I can probably bury a post in the main floor, about midway in the 2x4 wall of the MBR closet, the wall between hall and closet. Above that on the second, the post-up can continue just a little L of the 45 bend in the closet wall, also adjacent the hall. This would shorten the 28' span of a structural ridge by maybe 6 feet, making my span 22 something.
A rough calc on my loading, tells me I need a ridge capable of handling a total load of about 1350 plf, which means something like a three-pack LVL 20. What a monster.
But what I am wondering, is with all those collar ties, whether I need a serious ridge at all? Maybe I play it safe and do, say, a twin-pac of LVL 18, AND the collar ties (hey, they double as ceiling joists), and then I am home free.
The closet in the second floor bedroom at the bottom of the drawing looks like it is almost directly stacked above that caddy corner closet on the first floor and is also roughly midspan.
If it is not, than plans could make it so.
Piffin or some of the others are better suited to answer your biggest question though.
It's Never Too Late To Become What You Might Have Been
Don't know if this might help but I will give it a shot.
It looks to me as if a post could be located to stand atop the latch side of the M. bedroom door and the load carried down to the entry side wall of what I assume to be the entry closet below.
This would split your ridge at close to the 1/2 way point.
The posts supporting a ridge are allowed to be out of plumb , but I cannot remember what the formula (rise/run) is off the top of my head. Several yrs. back I framed quite a few of the "French Chateau" style houses and often had to install posts like this.
The location , size etc. were spelled out in the plans. I do remember that they were always a "T" configuration if out of 2x stock but often were 4x stock.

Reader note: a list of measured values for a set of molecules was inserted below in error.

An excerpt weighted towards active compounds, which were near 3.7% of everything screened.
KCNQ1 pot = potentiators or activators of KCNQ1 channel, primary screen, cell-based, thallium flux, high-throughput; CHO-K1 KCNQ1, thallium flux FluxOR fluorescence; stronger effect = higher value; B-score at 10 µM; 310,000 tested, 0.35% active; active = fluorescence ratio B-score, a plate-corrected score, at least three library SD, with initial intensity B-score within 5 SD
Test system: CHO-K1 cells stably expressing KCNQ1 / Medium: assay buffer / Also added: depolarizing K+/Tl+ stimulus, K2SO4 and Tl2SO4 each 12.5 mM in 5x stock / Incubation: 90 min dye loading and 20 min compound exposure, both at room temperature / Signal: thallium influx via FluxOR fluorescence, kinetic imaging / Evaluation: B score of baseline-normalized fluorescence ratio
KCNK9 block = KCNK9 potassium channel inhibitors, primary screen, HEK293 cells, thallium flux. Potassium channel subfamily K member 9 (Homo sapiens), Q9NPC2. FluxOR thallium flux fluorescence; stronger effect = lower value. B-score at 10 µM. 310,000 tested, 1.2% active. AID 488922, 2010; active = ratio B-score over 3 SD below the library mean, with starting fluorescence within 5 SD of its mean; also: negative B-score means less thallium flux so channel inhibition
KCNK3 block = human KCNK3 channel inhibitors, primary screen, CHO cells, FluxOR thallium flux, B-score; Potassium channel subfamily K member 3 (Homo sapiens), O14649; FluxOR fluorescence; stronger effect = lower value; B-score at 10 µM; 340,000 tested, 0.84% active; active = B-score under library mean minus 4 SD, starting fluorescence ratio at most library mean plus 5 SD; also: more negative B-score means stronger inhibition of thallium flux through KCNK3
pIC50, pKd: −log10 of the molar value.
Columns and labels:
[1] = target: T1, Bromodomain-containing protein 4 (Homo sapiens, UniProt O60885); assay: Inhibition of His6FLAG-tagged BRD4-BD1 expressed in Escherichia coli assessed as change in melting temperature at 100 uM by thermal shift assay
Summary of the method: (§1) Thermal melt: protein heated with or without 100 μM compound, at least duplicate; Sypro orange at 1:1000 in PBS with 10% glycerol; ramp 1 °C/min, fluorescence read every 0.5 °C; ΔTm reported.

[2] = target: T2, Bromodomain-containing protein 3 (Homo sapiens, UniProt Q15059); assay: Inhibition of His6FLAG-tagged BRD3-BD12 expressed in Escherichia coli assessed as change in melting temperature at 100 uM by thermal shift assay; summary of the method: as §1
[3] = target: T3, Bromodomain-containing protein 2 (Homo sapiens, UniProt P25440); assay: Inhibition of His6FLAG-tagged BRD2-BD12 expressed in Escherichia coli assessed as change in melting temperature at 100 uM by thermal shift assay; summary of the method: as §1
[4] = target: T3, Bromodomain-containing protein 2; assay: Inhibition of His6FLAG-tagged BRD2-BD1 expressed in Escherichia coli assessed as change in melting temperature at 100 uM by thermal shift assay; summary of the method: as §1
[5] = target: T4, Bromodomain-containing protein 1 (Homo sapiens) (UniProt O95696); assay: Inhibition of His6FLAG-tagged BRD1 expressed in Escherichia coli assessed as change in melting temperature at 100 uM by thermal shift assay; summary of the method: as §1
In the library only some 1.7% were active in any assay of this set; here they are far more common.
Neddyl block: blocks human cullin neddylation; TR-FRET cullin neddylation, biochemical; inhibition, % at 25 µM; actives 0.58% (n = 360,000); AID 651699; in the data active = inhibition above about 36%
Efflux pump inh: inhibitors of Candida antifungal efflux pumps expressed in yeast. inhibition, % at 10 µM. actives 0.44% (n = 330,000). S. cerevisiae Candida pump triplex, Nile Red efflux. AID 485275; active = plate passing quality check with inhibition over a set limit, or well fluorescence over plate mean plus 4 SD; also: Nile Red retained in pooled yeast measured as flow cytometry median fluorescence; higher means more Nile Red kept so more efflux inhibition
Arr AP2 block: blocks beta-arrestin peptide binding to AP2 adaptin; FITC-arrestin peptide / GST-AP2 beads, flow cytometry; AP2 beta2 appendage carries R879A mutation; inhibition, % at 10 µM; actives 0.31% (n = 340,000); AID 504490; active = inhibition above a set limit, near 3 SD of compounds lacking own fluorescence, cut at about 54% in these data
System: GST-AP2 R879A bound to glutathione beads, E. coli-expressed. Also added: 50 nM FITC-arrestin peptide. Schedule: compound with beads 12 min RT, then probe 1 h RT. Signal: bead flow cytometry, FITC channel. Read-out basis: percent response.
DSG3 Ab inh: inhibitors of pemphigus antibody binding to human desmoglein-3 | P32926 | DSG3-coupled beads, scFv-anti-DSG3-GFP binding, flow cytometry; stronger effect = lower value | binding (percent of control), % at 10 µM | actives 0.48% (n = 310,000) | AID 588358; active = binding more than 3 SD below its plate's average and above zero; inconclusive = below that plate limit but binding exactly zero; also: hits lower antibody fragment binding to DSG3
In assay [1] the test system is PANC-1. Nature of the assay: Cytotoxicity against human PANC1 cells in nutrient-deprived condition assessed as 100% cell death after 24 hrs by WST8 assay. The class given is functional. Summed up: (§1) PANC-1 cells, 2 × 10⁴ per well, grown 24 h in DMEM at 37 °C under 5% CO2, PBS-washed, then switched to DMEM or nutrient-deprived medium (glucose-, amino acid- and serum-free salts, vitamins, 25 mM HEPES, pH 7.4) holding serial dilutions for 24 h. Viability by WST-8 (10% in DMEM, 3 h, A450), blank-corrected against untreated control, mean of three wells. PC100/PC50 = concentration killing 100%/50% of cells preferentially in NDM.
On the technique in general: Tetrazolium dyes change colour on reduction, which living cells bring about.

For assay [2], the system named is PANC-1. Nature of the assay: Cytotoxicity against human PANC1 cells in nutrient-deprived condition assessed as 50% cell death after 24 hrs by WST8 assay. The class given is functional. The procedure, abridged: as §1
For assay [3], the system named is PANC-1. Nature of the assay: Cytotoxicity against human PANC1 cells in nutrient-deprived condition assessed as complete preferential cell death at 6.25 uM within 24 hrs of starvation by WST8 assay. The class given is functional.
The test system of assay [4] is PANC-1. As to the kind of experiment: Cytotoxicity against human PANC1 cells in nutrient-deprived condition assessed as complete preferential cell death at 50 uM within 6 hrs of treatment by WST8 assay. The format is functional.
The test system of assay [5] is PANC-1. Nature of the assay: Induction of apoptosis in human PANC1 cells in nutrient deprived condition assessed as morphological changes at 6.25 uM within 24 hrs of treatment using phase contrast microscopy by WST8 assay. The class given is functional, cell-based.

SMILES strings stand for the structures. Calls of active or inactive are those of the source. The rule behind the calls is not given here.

Thanks for jogging my thoughts. I see it now.
On the main floor, the stairwall halfwall rises up to ceiling height when it dives under the gallery walk corner. On the second floor, stacked above it, a little 2/0 wide wall goes floor to ceiling. It is the one with the plant parked next to it on the second floor plan. That is one post run that will get me from basement to under the roof.
Directly across from that, to the R in the mainfloor plan, find the point in the skewed backwall of the closet, and there's your other post. It continues up in the closet wall that stacks above it.
Up above the topfloor ceiling, those two posts are capped with a short deep beam, and atop that beam, right under the ridge, goes the almost-midpoint post.
I think I can get away with a two ply LVL 18 for a structural ridge, given how the ceiling joists provide a lot of collar tie effect, and the kneewalls here and there on the second are bringing some of the roof loading into the upper floor deck, which can spread some reaction around below.
Nuffa this! Time to count up some stuff and stick it all in the Excel blender, to see what comes out the other end.
Happy to have been of some help.
is nowhere to get an intermediate post that will do any good.
I disagree. A post can be inserted in the stairwell wall between the stairs and the tub. I think it would do a lot of good. It would serve as the bearing post for a beam that would carry some of the the ceiling load, as well as a substantial portion of the roof load.
Keep in mind that a midpoint support for the ridge isn't limited to a single load path dropping directly down. It can drop down to a big header in the floor, with the load path continuing down two posts.
A load bearing ridge beam can also be two beams located to the sides of center. See the latest FBH page 99. A friend has a house with three ridge beams.
It would be a shame to not have a cathedral ceiling in that house. It would be seen as odd in these parts if it didn't.
Beer was created so carpenters wouldn't rule the world.
See this, Don. http://forums.taunton.com/tp-breaktime/messages?msg=82815.8